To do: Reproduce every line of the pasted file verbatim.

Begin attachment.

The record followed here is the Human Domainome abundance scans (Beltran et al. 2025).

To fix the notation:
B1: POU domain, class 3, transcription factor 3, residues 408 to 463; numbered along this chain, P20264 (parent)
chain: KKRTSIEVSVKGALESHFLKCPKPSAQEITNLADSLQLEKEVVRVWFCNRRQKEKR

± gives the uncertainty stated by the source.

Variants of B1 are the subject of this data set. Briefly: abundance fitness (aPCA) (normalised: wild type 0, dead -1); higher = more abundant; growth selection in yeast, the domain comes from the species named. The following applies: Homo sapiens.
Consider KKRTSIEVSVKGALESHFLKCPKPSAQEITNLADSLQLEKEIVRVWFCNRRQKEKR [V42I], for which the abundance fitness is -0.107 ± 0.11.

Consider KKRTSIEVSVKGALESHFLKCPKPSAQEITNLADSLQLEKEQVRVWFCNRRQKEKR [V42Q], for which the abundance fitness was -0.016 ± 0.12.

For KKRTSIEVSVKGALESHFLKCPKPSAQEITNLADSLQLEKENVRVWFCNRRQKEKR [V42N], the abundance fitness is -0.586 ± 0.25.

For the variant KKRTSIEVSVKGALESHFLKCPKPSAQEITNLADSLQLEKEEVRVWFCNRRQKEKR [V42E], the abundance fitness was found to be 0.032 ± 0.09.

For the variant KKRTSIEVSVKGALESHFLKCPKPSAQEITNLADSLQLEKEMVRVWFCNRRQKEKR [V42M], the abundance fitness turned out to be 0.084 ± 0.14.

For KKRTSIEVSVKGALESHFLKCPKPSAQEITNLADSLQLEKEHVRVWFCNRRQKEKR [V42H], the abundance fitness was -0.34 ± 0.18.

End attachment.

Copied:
The record followed here is the Human Domainome abundance scans (Beltran et al. 2025).

To fix the notation:
B1: POU domain, class 3, transcription factor 3, residues 408 to 463; numbered along this chain, P20264 (parent)
chain: KKRTSIEVSVKGALESHFLKCPKPSAQEITNLADSLQLEKEVVRVWFCNRRQKEKR

± gives the uncertainty stated by the source.

Variants of B1 are the subject of this data set. Briefly: abundance fitness (aPCA) (normalised: wild type 0, dead -1); higher = more abundant; growth selection in yeast, the domain comes from the species named. The following applies: Homo sapiens.
Consider KKRTSIEVSVKGALESHFLKCPKPSAQEITNLADSLQLEKEIVRVWFCNRRQKEKR [V42I], for which the abundance fitness is -0.107 ± 0.11.

Consider KKRTSIEVSVKGALESHFLKCPKPSAQEITNLADSLQLEKEQVRVWFCNRRQKEKR [V42Q], for which the abundance fitness was -0.016 ± 0.12.

For KKRTSIEVSVKGALESHFLKCPKPSAQEITNLADSLQLEKENVRVWFCNRRQKEKR [V42N], the abundance fitness is -0.586 ± 0.25.

For the variant KKRTSIEVSVKGALESHFLKCPKPSAQEITNLADSLQLEKEEVRVWFCNRRQKEKR [V42E], the abundance fitness was found to be 0.032 ± 0.09.

For the variant KKRTSIEVSVKGALESHFLKCPKPSAQEITNLADSLQLEKEMVRVWFCNRRQKEKR [V42M], the abundance fitness turned out to be 0.084 ± 0.14.

For KKRTSIEVSVKGALESHFLKCPKPSAQEITNLADSLQLEKEHVRVWFCNRRQKEKR [V42H], the abundance fitness was -0.34 ± 0.18.